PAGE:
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Morts en Déportation / Deaths During Deportation

Written in French by Eve Line Blum
Translated by Rosanne Leeson

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This list contains the names of 7,346 French female deportees for whom requests for "Certificates of Disappearance" were made by surviving family members.

Beginning in 1945, when it became evident that a number of deportees had "disappeared", the families were told to file "Certificates of Disappearance".  Those filings were followed by a Final Decree of Death which took the place of death certificates.  The Final Decrees served to prove the disappearance of the heads of family and enabled the families to receive the compensation necessary for their survival.

This list contains requests for "Certificates of Disappearance" made by surviving family members on behalf of those that were lost during the French Deportations.  Since only surviving family members were interested in requesting the certificates, this list is in no way a complete listing of those that perished.  For those families that were without survivors, no certificates were requested.

Without more exact information, it was arbitrarily decided that the place of death would be that of the Internment camp where the future deportees had been detained (Drancy, Pithiviers, etc.)  It was also decided that the date of death indicated would be that of the departure of the convoy.  Numerous Final Decrees were issued in that manner.  It was obviously a distortion of history, since the records marked "Died in Drancy" or "Died in Pithiviers" that one always finds today on certain death certificates, absolutely do not reflect the truth.  The majority of French deportees died in Nazi camps situated in foreign countries, notably in Poland (Auschwitz).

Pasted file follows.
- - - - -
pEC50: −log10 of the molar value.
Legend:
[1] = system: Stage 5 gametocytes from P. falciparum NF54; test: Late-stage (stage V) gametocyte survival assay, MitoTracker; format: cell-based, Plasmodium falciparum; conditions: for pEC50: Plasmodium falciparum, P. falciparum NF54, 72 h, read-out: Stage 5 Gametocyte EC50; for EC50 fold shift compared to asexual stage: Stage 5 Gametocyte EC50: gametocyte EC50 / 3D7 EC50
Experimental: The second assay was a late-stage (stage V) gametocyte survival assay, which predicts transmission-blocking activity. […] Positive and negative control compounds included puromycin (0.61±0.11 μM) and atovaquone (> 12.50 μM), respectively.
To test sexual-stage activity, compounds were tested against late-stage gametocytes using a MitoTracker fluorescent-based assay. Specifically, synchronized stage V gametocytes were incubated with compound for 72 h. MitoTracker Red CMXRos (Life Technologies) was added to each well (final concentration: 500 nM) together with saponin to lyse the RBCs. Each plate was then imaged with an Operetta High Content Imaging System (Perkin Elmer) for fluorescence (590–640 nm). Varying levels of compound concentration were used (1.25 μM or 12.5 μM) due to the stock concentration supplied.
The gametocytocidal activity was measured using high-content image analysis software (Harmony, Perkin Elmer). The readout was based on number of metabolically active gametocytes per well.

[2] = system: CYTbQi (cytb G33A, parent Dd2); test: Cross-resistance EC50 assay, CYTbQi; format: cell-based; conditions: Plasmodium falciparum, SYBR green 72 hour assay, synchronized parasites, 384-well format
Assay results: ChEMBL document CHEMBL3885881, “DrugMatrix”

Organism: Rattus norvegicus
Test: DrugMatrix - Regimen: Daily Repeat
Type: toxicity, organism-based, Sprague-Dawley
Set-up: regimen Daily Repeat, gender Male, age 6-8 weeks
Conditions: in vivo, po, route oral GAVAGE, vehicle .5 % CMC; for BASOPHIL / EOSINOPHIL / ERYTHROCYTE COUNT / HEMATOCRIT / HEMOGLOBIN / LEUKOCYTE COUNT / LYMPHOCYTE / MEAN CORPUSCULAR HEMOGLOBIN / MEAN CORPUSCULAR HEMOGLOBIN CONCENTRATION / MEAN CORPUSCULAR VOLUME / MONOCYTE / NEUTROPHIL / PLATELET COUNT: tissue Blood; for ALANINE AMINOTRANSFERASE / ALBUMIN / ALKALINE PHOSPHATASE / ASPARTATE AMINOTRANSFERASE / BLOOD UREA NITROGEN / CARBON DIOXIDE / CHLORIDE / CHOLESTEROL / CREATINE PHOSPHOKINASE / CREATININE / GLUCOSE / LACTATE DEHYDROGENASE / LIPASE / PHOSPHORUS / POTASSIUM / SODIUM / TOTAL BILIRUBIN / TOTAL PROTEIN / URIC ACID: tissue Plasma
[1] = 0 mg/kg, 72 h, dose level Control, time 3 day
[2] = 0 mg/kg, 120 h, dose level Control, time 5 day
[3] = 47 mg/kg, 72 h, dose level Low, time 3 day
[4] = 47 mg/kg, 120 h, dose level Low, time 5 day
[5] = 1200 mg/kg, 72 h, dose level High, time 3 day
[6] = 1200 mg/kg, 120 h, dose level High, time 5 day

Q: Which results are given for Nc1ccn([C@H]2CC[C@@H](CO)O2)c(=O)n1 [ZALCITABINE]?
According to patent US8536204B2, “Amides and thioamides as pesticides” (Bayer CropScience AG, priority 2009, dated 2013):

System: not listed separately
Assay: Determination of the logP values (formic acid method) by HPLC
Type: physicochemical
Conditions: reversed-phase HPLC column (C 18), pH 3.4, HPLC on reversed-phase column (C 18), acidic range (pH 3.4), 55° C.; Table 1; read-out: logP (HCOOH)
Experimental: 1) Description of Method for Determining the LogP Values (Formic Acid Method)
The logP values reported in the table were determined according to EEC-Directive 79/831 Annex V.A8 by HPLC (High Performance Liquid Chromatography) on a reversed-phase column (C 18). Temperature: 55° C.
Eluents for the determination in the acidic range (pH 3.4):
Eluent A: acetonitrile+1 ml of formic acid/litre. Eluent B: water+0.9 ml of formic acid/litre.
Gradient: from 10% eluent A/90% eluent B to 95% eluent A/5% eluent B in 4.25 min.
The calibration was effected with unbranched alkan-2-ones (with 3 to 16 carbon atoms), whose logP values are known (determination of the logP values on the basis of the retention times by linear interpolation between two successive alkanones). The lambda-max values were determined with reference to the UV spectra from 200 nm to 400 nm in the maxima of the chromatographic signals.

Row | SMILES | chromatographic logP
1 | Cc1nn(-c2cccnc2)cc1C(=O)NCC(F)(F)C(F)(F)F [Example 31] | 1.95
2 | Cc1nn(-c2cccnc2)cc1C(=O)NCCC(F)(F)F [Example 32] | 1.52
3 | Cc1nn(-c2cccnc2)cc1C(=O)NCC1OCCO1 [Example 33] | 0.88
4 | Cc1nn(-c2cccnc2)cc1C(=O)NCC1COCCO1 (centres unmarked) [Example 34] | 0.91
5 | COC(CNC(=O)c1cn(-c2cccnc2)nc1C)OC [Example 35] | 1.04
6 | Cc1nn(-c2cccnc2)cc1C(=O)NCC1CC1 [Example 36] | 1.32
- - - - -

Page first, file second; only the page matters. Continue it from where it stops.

Some people were upset by this situation, and a law was promulgated on 15 May 1985 (40 years after the war) intending to rectify this nonsense.

The first Article of that law stipulates: "The reference "Morts en déportation" is to be entered on the death certificate of all persons of French nationality, or residing in France or a territory previously placed under the sovereignty of France, the protectorate or the guardianship of France, who having been the object of a transfer in a prison relating to Article L.272 of the Code of Military Disability Pensions and of War Victims, has died there.  The same information is to be placed on the death certificate if the person had succumbed during the transport."

Article 3 states precisely: "When it is established that a person has been part of a deportation convoy without any news of them after the date of departure of that convoy their death is presumed to have occurred the fifth day following that date, at the place of destination of the convoy."

Finally, Article 4 indicates the terms and conditions of these amendments: "The death certificates of the persons mentioned in Article 1, even if they result from a Final Judgment of death, are amended under the conditions foreseen in Articles 5 and 6 by decision of the Minister in charge of Veterans when they indicate a place or date of death other than those which follow from the provisions of Article 3."

It is necessary to state that that law affects the total number of deportees, whatever the reason for their deportation (racial, resistance, hostages, etc.)  To date, more than 20 years after the promulgation of the law, these modifications to the death certificates have not ended.  But, it is even more serious.